Yap 1 is in the nucleus during regeneration

Immunostaining using the antibody, anti-Yap1, showed that the protein was located in the developing limb bud. From figure 2, it can be seen that at 5 days post amputation, yap1 was present in both the intact limb bud and the regenerative blastema.  A confocal microcopy shows that yap1 protein  is in the blastema cells (Figure J-L) but shows that the protein is only present within the cytoplasm of the cells of the intact bud (Figure G-L). These findings show that yap1 is activated and translocated into the nucleus of blastema cells during regeneration.


Figure 2. Yap1 protein in limb bud regeneration in comparison to intact limb bud. White line indicates where amputated limb started. (A-C) No signal of antibody was detected in the intact limb and the 5 dpa (days post amputation) blastema. (D-F) yap1 protein detected in both intact and 5dpa. (G-L) Confocal microscopy, high magnification images of areas D-F. (G-I) yap1 protein is present in the cytoplasm of intact limb bud. (J-L) yap1 protein is localized in the nuclei of blastema cells (Hayashi, Tamura, and Yokoyama, 2014).


Yap 1 is necessary for limb bud regeneration

A dominant-negative form of Yap (dnYap) was used under control heat-shock promoter to create transgenic Xenopus tadpoles allowing overexpression of dnYap to inhibit endogenous yap1 function. As shown in figure 3, the transgene induction was diminished until 14 days post amputation, where the dnYap transgenic (Tg) froglets showed clear defects and reduction in size of skeletal elements in contrast to the wildtype (WT)  froglets which regenerated a complete limb. This indicates that yap1 expression is essential for Xenopus limb bud regeneration.


Figure 3. Loss of Yap1 function causing limp bud regeneration defects. (F-I) Regeneration in wildtype. (J-M) Regeneration in dnYap Tg (Hayashi, Tamura and Yokoyama, 2014).


The loss of Yap1 results in regeneration defects

Investigation whether the loss of yap1 function affected re-patterning of regenerating limb bud was performed by examining expressed patterns of region specific genes. From figure 4, it is apparent that the Tg tadpoles showed slowed growth of the gene or no gene expression whatsoever suggesting that yap1 expression is correlated to the outgrowth of the blastema and provision of cells from the stump.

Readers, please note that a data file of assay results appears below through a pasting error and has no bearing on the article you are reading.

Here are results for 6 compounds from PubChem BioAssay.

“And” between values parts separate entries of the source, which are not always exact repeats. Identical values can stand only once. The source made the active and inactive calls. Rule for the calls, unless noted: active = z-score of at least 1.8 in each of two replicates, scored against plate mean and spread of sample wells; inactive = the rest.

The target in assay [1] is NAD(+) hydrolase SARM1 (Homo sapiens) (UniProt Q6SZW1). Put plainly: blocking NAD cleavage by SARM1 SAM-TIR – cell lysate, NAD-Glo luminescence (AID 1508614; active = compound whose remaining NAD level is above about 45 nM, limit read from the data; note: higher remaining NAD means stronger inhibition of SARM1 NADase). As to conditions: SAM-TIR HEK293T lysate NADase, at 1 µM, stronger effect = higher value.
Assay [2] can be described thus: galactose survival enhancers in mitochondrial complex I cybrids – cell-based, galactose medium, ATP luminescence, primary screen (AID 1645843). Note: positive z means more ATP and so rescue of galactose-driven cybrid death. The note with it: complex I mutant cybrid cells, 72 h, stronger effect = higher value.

Figure 4. Comparison of gene expression pattern between WT and Tg. (A,C, E, G, I) Normal expression of genes shown in wildtype. (B,D,F,H, J) Reduced or disrupted patterns of genes are expressed in dnYap transgenic blastemas (Hayashi, Tamura, Yokoyama, 2014).



From the results, it can be concluded that yap1 activity is upregulated in the blastema and plays an essential role to the Xenopus limb bud regeneration. The study also showed that yap1 gene expression translocates from the cytoplasm to the nucleus during activation in the blastema cells.  It is also important to note that the loss of yap1 function causeS regeneration defects in the limb bud and that yap1 is necessary for the Hippo Signaling Pathway.


Overall, the article was well-written. The heading and subheading provided an easy read. The conclusions after each paragraph in the results portion of the article gave a better understanding of what the main goal in each study of the experiment was exactly aiming for. The discussion, however, could have been written better in the sense that the authors would mention Wnt signaling and BMP without explaining the importance of these signals and how it affected the study. But, the figures and supplemental section helped in proper explanation of the experiment performed although the figure captions could have used more detail.


Bonfanti, L., 2011. From hydra regeneration to human brain structural plasticity: a long trip through narrowing roads. Sci. World J. 11, 1270–1299. http://www.hindawi.com/journals/tswj/2011/936817/abs/

Halder, G., Johnson, R.L., 2011. Hippo signaling: growth control and beyond. Development. 138, 9–22. http://dev.biologists.org/content/138/1/9.full

Sanchez Alvarado, A., Tsonis, P.A., 2006. Bridging the regeneration gap: genetic insights from diverse animal models. Nat. Rev. Genet. 7, 873–884. http://planaria.stowers.org/publications/NRG2006.pdf

Straube, W.L., Tanaka, E.M., 2006. Reversibility of the differentiated state: regeneration in amphibians. Artif. Org. 30, 743–755. http://onlinelibrary.wiley.com/doi/10.1111/j.1525-1594.2006.00296.x/pdf

Torok, M.A., Gardiner, D.M., Izpisua-Belmonte, J.C., Bryant, S.V., 1999. Sonic hedgehog (shh) expression in developing and regenerating axolotl limbs. J. Exp. Zool. 284, 197–206. http://onlinelibrary.wiley.com/doi/10.1002/(SICI)1097-010X(19990701)284:2%3C197::AID-JEZ9%3E3.0.CO;2-F/pdf